A: My faith in Jesus has always kept me grounded me, and keeps me going, and inspires me every day. I know I’m not perfect and God loves me and He can help me get through things, guide me on life decisions. There are so many decisions that have to be made, and making the movie became very intense sometimes because we had to be on top of everything. There was some stuff we didn’t approve of. But it’s been awesome to be able to trust in God and know His plan is much better than the one I have.
Q: Where are the best places you’ve found to surf in California?
A: I love going out at ‘Lowers’ (Lower Trestles in Orange County), but the crowd can be intense. I just try to find a spot where it’s a little less known. We always have a stop in Huntington (Beach), and it gets pretty hectic there, too, but it’s also great to see all the people come together to support it. I stay with a good friend when I’m there and manage to get some quiet time around Orange County when I’m there.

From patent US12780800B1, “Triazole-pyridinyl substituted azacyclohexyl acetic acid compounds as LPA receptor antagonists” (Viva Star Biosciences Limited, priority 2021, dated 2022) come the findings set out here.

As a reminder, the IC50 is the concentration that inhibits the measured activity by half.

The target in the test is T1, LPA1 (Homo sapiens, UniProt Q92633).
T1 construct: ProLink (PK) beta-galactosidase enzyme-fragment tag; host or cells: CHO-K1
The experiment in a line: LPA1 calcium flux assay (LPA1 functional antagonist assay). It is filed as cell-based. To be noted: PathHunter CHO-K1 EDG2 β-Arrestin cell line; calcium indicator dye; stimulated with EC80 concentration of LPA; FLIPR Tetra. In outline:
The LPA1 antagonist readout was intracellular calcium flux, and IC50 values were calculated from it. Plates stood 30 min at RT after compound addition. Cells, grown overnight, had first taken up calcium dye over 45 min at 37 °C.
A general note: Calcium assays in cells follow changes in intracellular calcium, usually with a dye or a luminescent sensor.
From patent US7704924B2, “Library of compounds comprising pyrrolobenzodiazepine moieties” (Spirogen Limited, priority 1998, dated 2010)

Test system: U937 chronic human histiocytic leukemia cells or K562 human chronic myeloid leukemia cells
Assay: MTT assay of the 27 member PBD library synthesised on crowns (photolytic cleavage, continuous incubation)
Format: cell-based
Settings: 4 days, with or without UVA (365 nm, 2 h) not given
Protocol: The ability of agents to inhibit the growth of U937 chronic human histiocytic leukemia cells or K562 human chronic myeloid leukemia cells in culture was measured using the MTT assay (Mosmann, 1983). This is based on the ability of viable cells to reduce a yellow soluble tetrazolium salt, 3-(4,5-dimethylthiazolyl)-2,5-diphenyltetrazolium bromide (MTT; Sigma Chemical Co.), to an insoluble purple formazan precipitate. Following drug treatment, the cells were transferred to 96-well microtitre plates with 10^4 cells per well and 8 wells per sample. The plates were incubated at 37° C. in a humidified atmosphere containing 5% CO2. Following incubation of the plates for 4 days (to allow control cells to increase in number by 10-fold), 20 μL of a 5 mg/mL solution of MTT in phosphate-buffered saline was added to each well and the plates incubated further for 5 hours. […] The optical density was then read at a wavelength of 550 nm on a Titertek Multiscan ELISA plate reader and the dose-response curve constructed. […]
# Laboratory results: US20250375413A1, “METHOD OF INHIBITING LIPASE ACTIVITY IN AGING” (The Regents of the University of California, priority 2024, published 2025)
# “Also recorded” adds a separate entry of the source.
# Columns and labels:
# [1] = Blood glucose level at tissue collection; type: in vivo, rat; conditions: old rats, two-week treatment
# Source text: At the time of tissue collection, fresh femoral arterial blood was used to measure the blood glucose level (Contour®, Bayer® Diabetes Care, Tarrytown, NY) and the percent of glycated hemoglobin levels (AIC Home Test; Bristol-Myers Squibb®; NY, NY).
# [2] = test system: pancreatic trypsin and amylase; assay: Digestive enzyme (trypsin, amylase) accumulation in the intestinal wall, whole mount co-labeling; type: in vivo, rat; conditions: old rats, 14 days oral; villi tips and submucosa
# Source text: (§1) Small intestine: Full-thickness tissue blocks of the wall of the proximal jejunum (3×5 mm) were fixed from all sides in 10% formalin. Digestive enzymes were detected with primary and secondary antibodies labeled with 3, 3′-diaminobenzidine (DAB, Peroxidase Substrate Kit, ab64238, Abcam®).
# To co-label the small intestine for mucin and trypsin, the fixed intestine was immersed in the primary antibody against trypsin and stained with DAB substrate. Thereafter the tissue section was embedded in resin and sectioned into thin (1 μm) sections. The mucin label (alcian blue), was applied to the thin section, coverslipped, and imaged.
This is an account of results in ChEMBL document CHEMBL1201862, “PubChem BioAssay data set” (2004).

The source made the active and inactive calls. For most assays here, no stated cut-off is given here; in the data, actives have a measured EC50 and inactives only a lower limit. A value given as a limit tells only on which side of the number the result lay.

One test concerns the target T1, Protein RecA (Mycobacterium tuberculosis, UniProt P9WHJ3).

Q: Even though actors play you throughout the films, primarily AnnaSophia Robb, you managed to do make an appearance in the movie, right?
A: I got to do a lot of the one-armed stunt surfing and have a cameo in one scene.
Q: What was the strangest part about seeing someone play you on the big screen? Was there a scene that you reacted to that caught you by surprise?
A: I became good friends with AnnaSophia, and the way she portrayed me, it was easier to take in.
Q: Your book is the basis for the movie, but what did Hollywood do to your story to add to it, as it tends to do sometimes?